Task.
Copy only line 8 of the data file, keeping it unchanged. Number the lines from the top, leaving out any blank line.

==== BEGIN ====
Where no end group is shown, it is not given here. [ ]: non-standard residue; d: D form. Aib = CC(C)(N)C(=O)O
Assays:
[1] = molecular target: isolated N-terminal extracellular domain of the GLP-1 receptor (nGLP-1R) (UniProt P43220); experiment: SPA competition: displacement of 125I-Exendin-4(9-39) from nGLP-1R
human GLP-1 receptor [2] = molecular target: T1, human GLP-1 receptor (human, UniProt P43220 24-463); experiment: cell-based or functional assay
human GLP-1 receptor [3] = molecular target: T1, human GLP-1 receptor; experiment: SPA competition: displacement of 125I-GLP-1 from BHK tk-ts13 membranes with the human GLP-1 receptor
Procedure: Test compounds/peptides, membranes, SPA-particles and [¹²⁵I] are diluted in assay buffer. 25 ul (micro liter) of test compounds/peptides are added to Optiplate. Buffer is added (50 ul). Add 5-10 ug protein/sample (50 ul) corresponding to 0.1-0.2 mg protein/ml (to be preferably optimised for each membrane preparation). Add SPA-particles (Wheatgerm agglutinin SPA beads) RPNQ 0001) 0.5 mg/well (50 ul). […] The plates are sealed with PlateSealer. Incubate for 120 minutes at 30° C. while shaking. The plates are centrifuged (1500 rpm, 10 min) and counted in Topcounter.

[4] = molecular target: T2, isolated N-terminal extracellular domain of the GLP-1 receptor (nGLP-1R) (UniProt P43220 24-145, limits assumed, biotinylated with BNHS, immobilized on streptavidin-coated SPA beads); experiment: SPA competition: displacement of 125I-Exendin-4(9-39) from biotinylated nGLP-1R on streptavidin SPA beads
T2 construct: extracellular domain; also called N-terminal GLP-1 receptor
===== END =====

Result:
T2 construct: extracellular domain; also called N-terminal GLP-1 receptor